Cardinal Dolan: The Catholic Church has too many seminaries.
For many families, the end of summer means back-to-school. We praise God for our Catholic grade schools, high schools, colleges and religious formation programs that instruct so many of our young people. The direction of and stewardship of these institutions is a sacred trust handed to us by our forefathers in the faith who heeded Jesus’ command to go ad gentes, “to the nations of the earth” to preach the Gospel to all peoples and to strengthen the faith.
But also within our obedience to the last command of Jesus “to teach the nations” would be our seminaries. To provide quality formation—human, academic, spiritual and pastoral—to our future priests is a sacred duty for me as a diocesan bishop, supported by my priests and people.
I often ask myself, do we have too many seminaries? To that I must answer with a resounding yes!
All our other educational institutions, as well as parishes, are biting the bullet. It is time we in charge of seminaries do the same thing.
They are all good, to be sure. Yet, I conclude we would be better off if we had fewer good ones and instead had truly excellent ones.
I speak from experience. Here in the Archdiocese of New York we have a very good major seminary, St. Joseph’s. Yet, we struggle with enrollment, finances, maintenance of huge buildings and finding more and new quality faculty, especially priests.
This archdiocese, along with our neighbors, the Dioceses of Brooklyn and Rockville Centre, pooled our resources a dozen years ago, uniting into one major seminary (instead of the two we had) and one college seminary for men studying for their undergraduate degree (instead of two). This year, we closed the college, and sent our men to St. Andrew’s across the Hudson in Newark, up the Acela line to Our Lady of Providence College Seminary in Providence, R.I., and down the train tracks to Washington, D.C. We bishops are glad we did.
That story could be repeated in many places around the United States, where bishops have realized it is neither financially feasible nor pastorally sensible for each diocese to have its own seminary.
But more such strategic decisions need to be made. Up and down the East Coast, from Boston to D.C., you find eight theologates. In Ohio, three major seminaries are within three hours apart. They’re all good, but often all have plenty of room, not enough money, buildings that need repair and dozens of excellent priests on the faculty who are sorely needed in parishes. Is this the best stewardship of our limited resources, especially when it comes to developing the gifts of our future priests? Not only that, but two-thirds of our seminaries nationally are in the Northeastern quadrant of our country, with only 20 percent in the South and West, where, by the way, the Catholic population is growing, and vocations to the priesthood and religious life are higher.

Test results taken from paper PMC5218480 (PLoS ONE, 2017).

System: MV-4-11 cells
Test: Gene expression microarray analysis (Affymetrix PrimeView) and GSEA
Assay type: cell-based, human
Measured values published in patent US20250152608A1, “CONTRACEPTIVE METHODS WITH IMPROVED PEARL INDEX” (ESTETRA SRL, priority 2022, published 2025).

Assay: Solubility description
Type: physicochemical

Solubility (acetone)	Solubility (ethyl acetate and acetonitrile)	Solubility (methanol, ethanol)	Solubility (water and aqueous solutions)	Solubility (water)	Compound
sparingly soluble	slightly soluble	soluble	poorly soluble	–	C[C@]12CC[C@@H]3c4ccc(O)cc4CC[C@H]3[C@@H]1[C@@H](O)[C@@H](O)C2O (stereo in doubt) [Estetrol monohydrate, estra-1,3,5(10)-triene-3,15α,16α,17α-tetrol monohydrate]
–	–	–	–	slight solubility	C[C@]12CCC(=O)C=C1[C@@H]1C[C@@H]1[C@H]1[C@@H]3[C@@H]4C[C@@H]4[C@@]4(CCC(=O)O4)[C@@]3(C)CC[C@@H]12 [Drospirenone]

The question I ask is not a new one. A decade and a half ago, the Holy See, after an apostolic visitation of our seminaries, told us we had too many seminaries. The recent fine new biography of the acclaimed American Catholic historian, Msgr. John Tracy Ellis, by Msgr. Thomas Shelley, notes that Ellis advocated for fewer seminaries seven decades ago. Monsignor Ellis, who had spent years working at very small Catholic colleges and universities that struggled to attract students and stay afloat financially, thought it would be much better if there were fewer Catholic institutes of higher education, so that the church might be better served by a few well-financed, first-rate institutions.
Some thoughtful observers have proposed we consider regional major seminaries, one for each of four or five geographic areas in the U.S. church.
Rare would be the bishop who has not had to make heartburn-inducing choices about closing or merging beloved parishes and schools. How can we not apply the same criteria we did for those tough decisions to the bloated number of seminaries we have? While every priest—bishops included—surely has fond memories of the seminaries he himself attended (I certainly have many happy memories of my own), we also have a responsibility to current and future generations to offer our seminarians a first-rate education before they enter full-time ministry.
A year and a half ago, those tasked with the oversight of the eight seminaries along the East Coast from Boston to D.C. met, and each bishop and rector agreed with all of this. Each bishop and rector admitted that realistically we need to close some…as long as it’s not mine!
What would a consolidation of our seminaries look like? Certainly we must begin with a period of careful discussion and discernment. Some thoughtful observers have proposed we consider regional major seminaries, one for each of four or five geographic areas in the U.S. church. With funding and staff provided by all the area dioceses, such institutions could become educational and pastoral centers without peer. Obviously religious orders might have their own formation programs, and we would also perhaps need to continue to offer a seminary for delayed vocations. Not that we need to open new ones, but rather utilize existing institutions in a creative, bold, daring way.
All our other educational institutions, as well as parishes, are biting the bullet. It is time we in charge of seminaries do the same thing. The fact is, we’ll then have fewer seminaries but much better ones. Let’s “cast out to the deep,” and “be not afraid.”